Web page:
Towards the Atlantic Coast

Very rarely does an inhabitant of Saintes not reminisce about summers on the beaches at Royan and the surrounding seaside resorts. The ocean borders the Saintonge, the Island of Oleron lies close to the bridge, the little coves of the rocky coast alternate with the long sandy beaches. The paths which lead “to the sea” through the “land of Eleanor of Aquitaine”, who, it is said, was fond of this land, also hold some fine things to explore.

Castle of La Roche Courbon

Castle of La Roche Courbon

At Saint-Porchaire, between the Arnoult and the Charente, the Castle of La Roche-Courbon, conjures up fairy tales. Reawakened after a long period of neglect at the urging of the novelist Pierre Loti, from Rochefort, who had called it Sleeping Beauty’s Castle, it is a graceful representation of the 17th century surrounded by verdant formal gardens. It stands at the heart of a thousand-year-old forest with prehistoric caves, set on the edge of the legendary Bouille Bleu marsh.
At Nieul-les-Saintes, the 14th century medieval castle is a reminder of more troubled times. A moat, walls flanked by square towers and a drawbridge, all patiently restored, fire the imagination of lovers of fortified castles. The valley of the Arnoult, shaded by poplars, leads to Pont-L’Abbé-d’Arnoult. The town, which was the Priory of the Abbaye aux Dames, was fortified in the 13th century and still bears traces of the period when Saintonge swung between France and England, including the imposing town gate. Beyond lie the marshes along the coast between the Charente and the oyster beds of the Seudre.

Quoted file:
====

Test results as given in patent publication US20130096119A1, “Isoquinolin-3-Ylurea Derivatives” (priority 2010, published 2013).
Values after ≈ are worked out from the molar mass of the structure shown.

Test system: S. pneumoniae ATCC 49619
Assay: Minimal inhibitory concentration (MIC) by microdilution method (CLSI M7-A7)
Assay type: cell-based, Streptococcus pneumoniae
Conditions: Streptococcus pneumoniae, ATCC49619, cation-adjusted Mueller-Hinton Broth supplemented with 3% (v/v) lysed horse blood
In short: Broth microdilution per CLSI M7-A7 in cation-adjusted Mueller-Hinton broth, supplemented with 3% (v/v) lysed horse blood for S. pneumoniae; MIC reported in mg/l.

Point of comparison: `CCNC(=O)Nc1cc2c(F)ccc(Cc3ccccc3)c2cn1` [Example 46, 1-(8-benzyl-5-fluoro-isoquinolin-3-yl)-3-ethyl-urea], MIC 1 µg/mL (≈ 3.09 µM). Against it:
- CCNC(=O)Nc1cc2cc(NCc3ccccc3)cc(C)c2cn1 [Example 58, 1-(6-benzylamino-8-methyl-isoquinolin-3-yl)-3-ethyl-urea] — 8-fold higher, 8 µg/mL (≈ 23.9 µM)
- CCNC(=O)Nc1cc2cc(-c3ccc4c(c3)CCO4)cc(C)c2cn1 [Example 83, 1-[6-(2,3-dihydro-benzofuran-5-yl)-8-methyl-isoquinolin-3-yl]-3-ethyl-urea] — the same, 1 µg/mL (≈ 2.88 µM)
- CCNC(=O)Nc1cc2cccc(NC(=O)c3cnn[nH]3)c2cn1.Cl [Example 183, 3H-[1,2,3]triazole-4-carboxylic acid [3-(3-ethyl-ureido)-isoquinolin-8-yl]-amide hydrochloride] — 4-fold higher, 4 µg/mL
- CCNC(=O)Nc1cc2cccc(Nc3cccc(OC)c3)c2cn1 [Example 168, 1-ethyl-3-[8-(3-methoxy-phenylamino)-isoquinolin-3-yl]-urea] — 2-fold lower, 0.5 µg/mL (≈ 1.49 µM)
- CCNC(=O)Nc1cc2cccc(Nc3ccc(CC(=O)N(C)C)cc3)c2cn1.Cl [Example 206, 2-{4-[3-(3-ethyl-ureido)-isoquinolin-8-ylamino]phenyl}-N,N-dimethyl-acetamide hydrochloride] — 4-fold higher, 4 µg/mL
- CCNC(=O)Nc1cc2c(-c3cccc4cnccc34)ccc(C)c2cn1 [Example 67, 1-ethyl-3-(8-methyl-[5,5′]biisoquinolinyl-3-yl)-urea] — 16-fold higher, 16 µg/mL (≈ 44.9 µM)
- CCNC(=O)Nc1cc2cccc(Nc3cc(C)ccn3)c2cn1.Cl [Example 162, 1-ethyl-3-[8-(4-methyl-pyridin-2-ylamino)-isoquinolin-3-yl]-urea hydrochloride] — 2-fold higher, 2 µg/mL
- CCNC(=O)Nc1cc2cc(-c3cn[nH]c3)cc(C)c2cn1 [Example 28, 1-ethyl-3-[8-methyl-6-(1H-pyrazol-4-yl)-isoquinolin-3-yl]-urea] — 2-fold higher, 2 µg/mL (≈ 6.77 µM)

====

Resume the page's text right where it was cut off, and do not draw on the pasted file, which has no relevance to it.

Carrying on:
Church of Pont l'Abbé d'Arnoult

Church of Pont l’Abbé d’Arnoult

Sablonceaux Abbey

Sablonceaux Abbey

On the way there, between fields and meadows dotted with copses and live hedges, the passer-by stops at the Abbaye de Sablonceaux. It was founded in the 12th century on the orders of the Duke of Aquitaine, often damaged, converted, sometimes abandoned and renovated without losing its elegant beauty. The bell tower and the Gothic chancel, the Romanesque openings of the chapter house, the conventual buildings set round a magnificent American walnut, listed as a remarkable tree, watch over this tranquil landscape.
The walk ends in the vines, present everywhere in Saintonge. The ecomuseum in the hamlet of Pirelonge brings together farms of winegrowers and distillers, settled since the 18th century. They guide you, in French and English, as you explore rural Saintonge and discover how cognac is made.
The ecomuseum of Cognac

The ecomuseum of Cognac